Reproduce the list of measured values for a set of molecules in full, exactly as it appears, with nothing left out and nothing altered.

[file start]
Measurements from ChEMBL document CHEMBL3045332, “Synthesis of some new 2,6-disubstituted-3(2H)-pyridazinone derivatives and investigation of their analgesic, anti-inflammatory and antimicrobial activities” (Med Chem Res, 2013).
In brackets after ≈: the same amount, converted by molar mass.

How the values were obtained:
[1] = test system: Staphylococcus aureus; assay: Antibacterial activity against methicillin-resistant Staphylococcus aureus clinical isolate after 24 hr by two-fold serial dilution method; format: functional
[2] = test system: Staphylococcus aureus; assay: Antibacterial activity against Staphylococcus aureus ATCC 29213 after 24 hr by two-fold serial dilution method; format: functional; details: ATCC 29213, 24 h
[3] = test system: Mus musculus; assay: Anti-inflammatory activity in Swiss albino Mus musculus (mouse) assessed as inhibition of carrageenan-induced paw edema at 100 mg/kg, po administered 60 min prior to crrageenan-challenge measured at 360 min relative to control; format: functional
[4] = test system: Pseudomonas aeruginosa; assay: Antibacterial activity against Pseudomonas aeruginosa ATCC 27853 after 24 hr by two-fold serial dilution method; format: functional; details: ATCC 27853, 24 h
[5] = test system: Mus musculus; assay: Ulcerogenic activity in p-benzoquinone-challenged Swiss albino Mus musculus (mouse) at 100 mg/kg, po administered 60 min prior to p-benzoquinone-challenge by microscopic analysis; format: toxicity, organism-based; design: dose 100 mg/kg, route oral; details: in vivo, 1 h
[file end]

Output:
Measurements from ChEMBL document CHEMBL3045332, “Synthesis of some new 2,6-disubstituted-3(2H)-pyridazinone derivatives and investigation of their analgesic, anti-inflammatory and antimicrobial activities” (Med Chem Res, 2013).
In brackets after ≈: the same amount, converted by molar mass.

How the values were obtained:
[1] = test system: Staphylococcus aureus; assay: Antibacterial activity against methicillin-resistant Staphylococcus aureus clinical isolate after 24 hr by two-fold serial dilution method; format: functional
[2] = test system: Staphylococcus aureus; assay: Antibacterial activity against Staphylococcus aureus ATCC 29213 after 24 hr by two-fold serial dilution method; format: functional; details: ATCC 29213, 24 h
[3] = test system: Mus musculus; assay: Anti-inflammatory activity in Swiss albino Mus musculus (mouse) assessed as inhibition of carrageenan-induced paw edema at 100 mg/kg, po administered 60 min prior to crrageenan-challenge measured at 360 min relative to control; format: functional
[4] = test system: Pseudomonas aeruginosa; assay: Antibacterial activity against Pseudomonas aeruginosa ATCC 27853 after 24 hr by two-fold serial dilution method; format: functional; details: ATCC 27853, 24 h
[5] = test system: Mus musculus; assay: Ulcerogenic activity in p-benzoquinone-challenged Swiss albino Mus musculus (mouse) at 100 mg/kg, po administered 60 min prior to p-benzoquinone-challenge by microscopic analysis; format: toxicity, organism-based; design: dose 100 mg/kg, route oral; details: in vivo, 1 h